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Life Lessons in a deep dive into the Sikh Architecture

There are a few architectural styles in the world, where a detailed study of the attributes of the architecture, helps us understand our existence in a better way. The Sikh architecture forms a critical element of Sikhism, that gave birth to  a unique school of thought that needs to be studied through a minute analysis of its various attributes to understand the vastness of its messages. The Harmandir Saheb, is clearly the most prominent representation of the Sikh architecture, that has its own elements in various gurudwaras and other structures spread across the world. 

There are many life lessons that Sikh architecture teaches us, as it is considered to be is a mute harbinger of holistic humanism based on pragmatic spirituality. Its ability to personify the ancient India culture and all the other cultures that have influenced the shaping of Asian societies as we see today, is what makes the Sikh architecture unique. Just like Guru Nanak was known to have experienced and studied various aspects of different religions and philosophies, the Sikh architecture is able to show that it has been created out of a combination of thoughts across religions and culture.

Hence, one of the greatest lessons Sikh Architecture teaches us is to be able to bring together all cultures and varying schools of thought, accept and embrace the same, by understanding what they wish to say. It is important that we look at the uniquely Sikh form of expression given by its architecture, through the lens of a student trying to learn the lessons of life from a master, and we will find how the architecture speaks back to us. 

The most respected Sikh Shrine, the Golden Temple, is placed lower to other structures in its vicinity, effectively making sure that even the humblest of worshippers have to go down to enter the shrine. This particular aspect of the architecture is again reflective of acceptance for all, irrespective of any societal demographics that define them.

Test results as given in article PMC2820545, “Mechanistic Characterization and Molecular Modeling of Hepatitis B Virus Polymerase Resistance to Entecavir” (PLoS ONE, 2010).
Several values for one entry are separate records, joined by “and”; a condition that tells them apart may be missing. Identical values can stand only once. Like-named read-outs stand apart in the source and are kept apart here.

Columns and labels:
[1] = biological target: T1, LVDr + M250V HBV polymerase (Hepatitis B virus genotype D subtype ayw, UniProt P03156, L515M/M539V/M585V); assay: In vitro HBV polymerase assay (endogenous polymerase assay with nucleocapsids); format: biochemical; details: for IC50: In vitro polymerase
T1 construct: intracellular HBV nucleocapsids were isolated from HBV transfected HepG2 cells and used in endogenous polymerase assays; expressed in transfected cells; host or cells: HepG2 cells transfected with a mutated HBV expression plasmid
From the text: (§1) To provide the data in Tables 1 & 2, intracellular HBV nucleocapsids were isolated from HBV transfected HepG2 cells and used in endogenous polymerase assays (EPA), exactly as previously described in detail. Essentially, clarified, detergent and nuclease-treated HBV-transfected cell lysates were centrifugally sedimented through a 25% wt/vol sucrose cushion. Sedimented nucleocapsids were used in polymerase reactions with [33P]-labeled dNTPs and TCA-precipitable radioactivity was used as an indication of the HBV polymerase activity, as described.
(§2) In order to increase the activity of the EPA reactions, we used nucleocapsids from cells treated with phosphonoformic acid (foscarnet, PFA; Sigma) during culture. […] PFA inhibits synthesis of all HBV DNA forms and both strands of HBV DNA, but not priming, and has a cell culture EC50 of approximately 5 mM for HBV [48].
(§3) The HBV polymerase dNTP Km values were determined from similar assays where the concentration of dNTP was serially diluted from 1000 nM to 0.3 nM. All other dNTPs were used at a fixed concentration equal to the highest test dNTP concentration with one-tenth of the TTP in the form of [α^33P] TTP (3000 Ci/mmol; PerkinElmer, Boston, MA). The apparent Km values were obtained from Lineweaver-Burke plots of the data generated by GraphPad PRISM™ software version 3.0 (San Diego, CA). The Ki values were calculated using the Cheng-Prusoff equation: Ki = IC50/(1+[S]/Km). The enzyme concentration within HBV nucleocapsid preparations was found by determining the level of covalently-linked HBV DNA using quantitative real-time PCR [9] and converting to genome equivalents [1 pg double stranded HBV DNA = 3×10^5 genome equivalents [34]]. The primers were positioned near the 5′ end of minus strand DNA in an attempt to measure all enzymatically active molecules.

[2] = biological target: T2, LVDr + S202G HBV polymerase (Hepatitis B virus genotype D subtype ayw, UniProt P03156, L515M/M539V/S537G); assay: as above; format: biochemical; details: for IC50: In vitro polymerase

One of the most significant aspects of Sikh architecture is the use of nature in its forms as well as art. An analysis shows the abundance of trees, flowers and fruits reflected through the art, much more than the use of human forms, effectively showing the close relationship between nature and human beings, and subliminally taking us closer to the significance of nature in our existence. Such appreciation of nature is one of the reasons that has made people in the agrarian region of Punjab truly appreciate and love their contribution to the society as farmers. 

Mural paintings, inlay work, and gold work are seen in abundance at the Harmandar Sahib. And, an analysis of the same in individual forms as well as collective manner show us a lot about the Sikh Architecture is able to teach us humility, love for nature, and acceptance and care for all, just by being in close proximity to these structures that need to preserved for eternity and made accessible to every person in the world. 

This article just skims through the surface of what Sikh Architecture represents. In order to get research papers on the topic, let us know. Explore more of Ajanta HC to use the power of culture and heritage to learn life.


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